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Who Can Be Held Liable in an Aviation Accident

June 2, 2022 Personal injury

Individuals who survive an aviation accident have the right to recover compensation for their losses. However, determining who is liable can be complicated and will depend on the cause of the accident. Here are the parties commonly named defendants in aviation accident claims that may be liable. 

The Airline

The airline company is considered a common carrier because they offer transportation services to the public. Methods of public transportation are regulated under both federal and state common carrier laws. As a result, common carriers are expected to exercise a heightened degree of caution when it comes to the safety of passengers. They must do everything they can to reduce the risk of injuries and can be liable when they or an employee violates that standard of care. When an accident occurs, families are almost always likely to recover compensation from the airline and its insurance carrier even if another party was also liable.

The Pilot

If the pilot’s negligence or error contributed to or was entirely responsible for the aviation accident, they may be held accountable for damages. Pilots must extend an acceptable standard of care to passengers and operate the plane safely. Examples of negligence that may prove a pilot’s liability include: 

  • Failure to conduct necessary safety checks and procedures
  • Miscommunicating with air traffic control
  • Navigation errors
  • Failure to safely manage fuel
  • Failure to accurately monitor speed, altitude, velocity, location, and other critical parameters
  • Failure to comply with traffic patterns
  • Inaccurately using flight equipment
  • Inaccurately evaluating weather conditions

Inexperience or a lack of training can also contribute to pilot error that causes an accident. 

The Plane’s Manufacturer

A claim against the plane’s manufacturer would fall under California product liability law. Under this law, manufacturers have a duty of care to prevent injury or damage from faulty or defective products. As a result, a plane’s manufacturer may be liable if the accident was caused entirely or in part due to a manufacturing defect, design defect, or defective warning.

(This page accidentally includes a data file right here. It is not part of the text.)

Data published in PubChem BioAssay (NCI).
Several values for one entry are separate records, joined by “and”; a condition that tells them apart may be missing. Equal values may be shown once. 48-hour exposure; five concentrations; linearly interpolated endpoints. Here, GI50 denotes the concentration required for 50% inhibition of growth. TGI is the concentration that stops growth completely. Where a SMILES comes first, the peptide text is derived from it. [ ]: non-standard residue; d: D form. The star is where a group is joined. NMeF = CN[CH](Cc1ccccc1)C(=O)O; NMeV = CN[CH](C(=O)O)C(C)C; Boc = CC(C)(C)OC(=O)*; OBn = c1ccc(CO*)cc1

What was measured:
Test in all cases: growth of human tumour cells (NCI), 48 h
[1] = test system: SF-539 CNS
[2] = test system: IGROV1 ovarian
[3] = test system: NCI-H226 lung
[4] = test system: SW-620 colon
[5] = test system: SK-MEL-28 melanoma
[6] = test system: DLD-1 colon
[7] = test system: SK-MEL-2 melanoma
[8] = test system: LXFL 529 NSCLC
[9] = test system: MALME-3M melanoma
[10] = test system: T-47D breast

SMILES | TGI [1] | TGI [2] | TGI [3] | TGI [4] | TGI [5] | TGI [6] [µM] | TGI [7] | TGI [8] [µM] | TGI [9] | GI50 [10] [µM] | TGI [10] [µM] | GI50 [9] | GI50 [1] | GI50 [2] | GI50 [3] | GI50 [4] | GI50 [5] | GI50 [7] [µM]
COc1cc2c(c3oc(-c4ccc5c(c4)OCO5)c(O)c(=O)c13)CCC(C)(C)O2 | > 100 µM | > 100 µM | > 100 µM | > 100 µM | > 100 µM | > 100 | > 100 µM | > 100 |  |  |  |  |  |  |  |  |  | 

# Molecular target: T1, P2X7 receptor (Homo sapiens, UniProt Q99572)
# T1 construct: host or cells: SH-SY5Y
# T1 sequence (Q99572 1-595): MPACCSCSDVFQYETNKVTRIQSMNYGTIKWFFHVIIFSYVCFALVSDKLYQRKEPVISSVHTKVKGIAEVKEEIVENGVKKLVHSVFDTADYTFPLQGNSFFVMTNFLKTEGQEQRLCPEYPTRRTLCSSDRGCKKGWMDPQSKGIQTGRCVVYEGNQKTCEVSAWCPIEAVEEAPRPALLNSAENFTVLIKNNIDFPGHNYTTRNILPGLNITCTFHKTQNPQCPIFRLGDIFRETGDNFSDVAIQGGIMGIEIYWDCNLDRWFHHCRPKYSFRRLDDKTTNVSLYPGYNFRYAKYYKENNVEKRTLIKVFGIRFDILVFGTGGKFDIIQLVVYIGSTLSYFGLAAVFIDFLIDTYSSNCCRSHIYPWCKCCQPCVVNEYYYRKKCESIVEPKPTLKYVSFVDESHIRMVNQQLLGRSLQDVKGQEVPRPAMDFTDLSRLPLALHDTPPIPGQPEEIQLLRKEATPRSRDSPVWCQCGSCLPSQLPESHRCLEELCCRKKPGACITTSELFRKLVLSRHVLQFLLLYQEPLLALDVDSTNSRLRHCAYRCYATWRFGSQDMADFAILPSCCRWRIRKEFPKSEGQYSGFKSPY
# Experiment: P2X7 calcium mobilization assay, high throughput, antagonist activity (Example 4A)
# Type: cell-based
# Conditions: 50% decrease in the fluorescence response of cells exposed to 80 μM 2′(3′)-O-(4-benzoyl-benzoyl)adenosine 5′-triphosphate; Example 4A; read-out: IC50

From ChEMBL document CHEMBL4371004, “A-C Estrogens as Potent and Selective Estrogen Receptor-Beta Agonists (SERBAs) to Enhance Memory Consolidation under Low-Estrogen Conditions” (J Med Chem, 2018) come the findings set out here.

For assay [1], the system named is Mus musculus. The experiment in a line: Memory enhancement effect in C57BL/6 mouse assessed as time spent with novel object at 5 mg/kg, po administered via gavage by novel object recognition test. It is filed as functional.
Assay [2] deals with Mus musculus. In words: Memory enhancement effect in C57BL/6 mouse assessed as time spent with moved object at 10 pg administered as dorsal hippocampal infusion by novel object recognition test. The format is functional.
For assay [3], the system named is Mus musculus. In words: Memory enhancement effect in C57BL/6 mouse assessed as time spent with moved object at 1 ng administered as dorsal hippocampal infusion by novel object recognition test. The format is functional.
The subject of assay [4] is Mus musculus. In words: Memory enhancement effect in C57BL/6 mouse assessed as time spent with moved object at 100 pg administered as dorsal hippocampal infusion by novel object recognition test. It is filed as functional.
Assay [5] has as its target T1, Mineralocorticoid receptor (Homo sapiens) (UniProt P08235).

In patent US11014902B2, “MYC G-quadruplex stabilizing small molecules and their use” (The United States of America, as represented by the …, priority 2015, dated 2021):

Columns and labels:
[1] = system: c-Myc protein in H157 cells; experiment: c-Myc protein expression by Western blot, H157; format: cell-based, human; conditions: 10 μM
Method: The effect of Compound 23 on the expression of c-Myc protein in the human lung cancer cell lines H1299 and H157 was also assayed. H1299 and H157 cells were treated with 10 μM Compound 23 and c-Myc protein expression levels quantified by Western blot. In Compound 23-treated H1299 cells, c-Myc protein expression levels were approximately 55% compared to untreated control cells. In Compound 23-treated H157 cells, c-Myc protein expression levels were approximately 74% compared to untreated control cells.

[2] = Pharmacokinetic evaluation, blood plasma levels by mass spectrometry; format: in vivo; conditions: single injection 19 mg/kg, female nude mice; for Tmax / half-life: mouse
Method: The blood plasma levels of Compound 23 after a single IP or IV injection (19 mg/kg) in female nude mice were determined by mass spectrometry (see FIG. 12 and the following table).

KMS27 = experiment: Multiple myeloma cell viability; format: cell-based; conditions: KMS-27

The Owner of the Plane

If the owner of the plane differs from the operator, they may be liable for an accident if they had some degree of control over the maintenance and operation of the aircraft. For example, failure to properly maintain the plane, failure to fix a known dangerous condition or one they should have known about, or failure to ensure the operator had the proper credentials and appropriate training. 

Compensation Available in Aviation Accident Cases

After an aviation accident, a California aviation accident attorney can help you by investigation to determine which parties are liable. Once your attorney has gathered enough evidence to move forward with your claim, you have the right to hold the at-fault parties accountable for your losses, which may include:

  • Medical Bills: The cost of your initial medical treatment and expected costs for future care you may require, such as physical therapy, prescription medications, surgeries, home modifications, etc. 
  • Lost Income: Compensation for your current and future lost wages and benefits because of your injury.
  • Property Damage: If any of your personal belongings were damaged or destroyed in the accident.
  • Diminished Earning Capacity: If your injury has affected your ability to earn an income in the future.
  • Pain and Suffering: Compensation for the physical pain you have had to endure and any emotional distress (e.g., depression, anxiety, insomnia, PTSD, etc.)
  • Loss of Enjoyment of Life: The impact your injury will have on your overall quality of life.
  • Punitive Damages: Additional compensation that is only awarded to punish a defendant (at-fault party) who acted with malice or gross negligence. 

The more severe, debilitating, and long-lasting your injury is, the more compensation you are likely to receive.